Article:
If you think driving in Boston is bad, you should see the roads in the Dominican Republic! There aren’t a lot of rules followed by drivers.
Basically, people just follow their own rules. They pass on either side, drive in the oncoming lane if the right is too slow, and go through red lights if they’re in a rush. It feels pretty wild from an American perspective.
Most Dominicans don’t own cars anyway, so they have to be creative about getting around town. It’s pretty common to own motorcycles, which weave in between traffic, and cram lots of people onto a single seat. Everywhere we went, we got offered “moto taxis,” which basically means “hop on behind me.” I never said yes.
One cheap way of getting around town is riding a guagua. They are mini-vans that act like public buses. People stand on the side of the road and wave them down. For less than 50 cents, you can hop on and get off in the next town. They are super convenient, though not always so speedy, because of all the stops.
The other interesting thing about the guaguas is the number of people. They squeeze up to 30 people in a van that’s probably meant to seat 15. One time they shoved me into a space between two seats and then stuck a board under me, making a temporary seat so that four or five could fit across. There’s always two people working the guaguas — the driver and the money collector. The money collector usually hangs out the open door and helps pull or push people in as needed. Usually the guagua starts moving before he even gets back in fully. It’s quite a scene to see these guys hanging out the doors of the moving vehicle. Here’s a little video tape of me in a guagua, though it was nighttime so it’s a little hard to see the full experience:
If you think the guagua sounds unsafe, you’re mostly wrong. We heard stories of bad things happening when people got in them alone, but as long as there are lots of people around, and the guagua is moving pretty slowly, it always felt pretty safe to me. Maybe not the most comfortable, but entertaining!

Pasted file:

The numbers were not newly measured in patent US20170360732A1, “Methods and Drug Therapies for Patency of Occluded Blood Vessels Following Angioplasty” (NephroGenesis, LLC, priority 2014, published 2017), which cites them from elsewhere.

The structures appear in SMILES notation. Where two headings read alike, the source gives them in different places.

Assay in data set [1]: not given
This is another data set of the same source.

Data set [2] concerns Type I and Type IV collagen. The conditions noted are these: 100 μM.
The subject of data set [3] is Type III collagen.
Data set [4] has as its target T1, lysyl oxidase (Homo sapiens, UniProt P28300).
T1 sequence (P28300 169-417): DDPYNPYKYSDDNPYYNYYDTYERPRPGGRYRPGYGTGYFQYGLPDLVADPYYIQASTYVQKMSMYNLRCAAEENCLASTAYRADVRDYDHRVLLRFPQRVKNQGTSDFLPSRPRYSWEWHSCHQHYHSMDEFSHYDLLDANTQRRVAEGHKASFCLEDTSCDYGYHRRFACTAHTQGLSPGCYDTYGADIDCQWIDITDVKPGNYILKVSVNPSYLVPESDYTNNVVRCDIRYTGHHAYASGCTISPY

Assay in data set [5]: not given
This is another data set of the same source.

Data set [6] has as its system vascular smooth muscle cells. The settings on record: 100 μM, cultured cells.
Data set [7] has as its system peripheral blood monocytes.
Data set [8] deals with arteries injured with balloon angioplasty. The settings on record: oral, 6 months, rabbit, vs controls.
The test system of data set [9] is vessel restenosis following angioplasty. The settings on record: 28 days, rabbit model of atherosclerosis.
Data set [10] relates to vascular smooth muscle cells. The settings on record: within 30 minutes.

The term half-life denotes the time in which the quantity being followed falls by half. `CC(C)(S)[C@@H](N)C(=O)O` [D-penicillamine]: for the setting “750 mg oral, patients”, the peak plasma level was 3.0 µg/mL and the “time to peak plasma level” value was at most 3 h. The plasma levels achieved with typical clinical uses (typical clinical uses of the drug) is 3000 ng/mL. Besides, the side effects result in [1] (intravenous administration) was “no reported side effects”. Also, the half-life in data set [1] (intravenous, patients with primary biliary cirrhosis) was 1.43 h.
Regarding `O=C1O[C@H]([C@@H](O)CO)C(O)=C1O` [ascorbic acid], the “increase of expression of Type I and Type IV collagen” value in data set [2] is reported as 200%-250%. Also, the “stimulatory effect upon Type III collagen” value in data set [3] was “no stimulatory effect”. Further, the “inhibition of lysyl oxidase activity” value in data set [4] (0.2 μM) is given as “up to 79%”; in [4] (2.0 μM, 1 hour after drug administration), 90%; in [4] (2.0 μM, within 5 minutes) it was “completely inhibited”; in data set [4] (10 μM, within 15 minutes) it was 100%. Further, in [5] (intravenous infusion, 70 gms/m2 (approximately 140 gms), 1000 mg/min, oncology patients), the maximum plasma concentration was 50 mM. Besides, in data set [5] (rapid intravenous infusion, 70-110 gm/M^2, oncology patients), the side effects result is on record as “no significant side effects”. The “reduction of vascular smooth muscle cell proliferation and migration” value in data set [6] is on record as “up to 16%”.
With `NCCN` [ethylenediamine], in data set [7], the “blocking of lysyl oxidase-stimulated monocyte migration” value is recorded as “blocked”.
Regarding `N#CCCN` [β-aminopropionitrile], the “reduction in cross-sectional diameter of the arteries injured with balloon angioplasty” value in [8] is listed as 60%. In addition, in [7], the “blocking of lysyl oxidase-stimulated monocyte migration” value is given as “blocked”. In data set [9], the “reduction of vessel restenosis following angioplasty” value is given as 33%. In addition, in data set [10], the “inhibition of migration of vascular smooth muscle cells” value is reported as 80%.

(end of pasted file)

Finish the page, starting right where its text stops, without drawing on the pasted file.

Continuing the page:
Being in a taxi was much scarier than a guagua. The roads are dangerous, even for walking. Here I am walking through an open construction zone! We needed to pass through to get where we were going, and there were no barricades.
On Saturday, we decided to pay extra to take a taxi back to Santo Domingo from the Northern Coast. It cost a lot, but we wanted to see some of the mountain area. Gas is expensive here! It cost $4.45 per gallon, which is about twice what it costs in the U.S. right now! When we saw that, we felt that the price we were charged seemed pretty fair.
Our driver ended up being a very nice man who had a different idea for the afternoon than we did. He decided to use the trip as a chance to give his 19 year old son a driving lesson. Despite the fact that we had barely seen any mosquitoes for the entire trip, this car was also filled with mosquitoes. So, before getting on the road, our “driver” picked up some Raid spray, covered the inside of the car with chemicals, picked up his son, and then stopped at a local bar for a few minutes (not totally clear what happened there). But then we were on our way, with the son behind the wheel.
We never totally figured out if the son had a license. We did get pulled over by national police with machine guns as part of what seemed like a routine check point. My Spanish abilities weren’t quite strong enough to figure out what was going on, but we do know that dad said his son would be a great taxi driver “in three years.” No ticket was given, and eventually the police officer seemed distracted by a fellow officer who pulled up, and he waved us on.
We had a lovely stop at a ranch in the highlands before asking the father to drive the rest of the way back.
It could have been worse. We arrived in Santo Domingo safely, and our driver only had one beer before the second leg of the trip. The scenery in the mountains was lovely, and then we saw some interesting sights in the city. Like Ikea!
All in all, I would have probably preferred the bus back, but that taxi ride was an adventure. And the views are always interesting, whether in the city, or in the countryside.
So, yes, I’d go back to the Dominican Republic in a heartbeat. Even if it meant spending some time on their roads.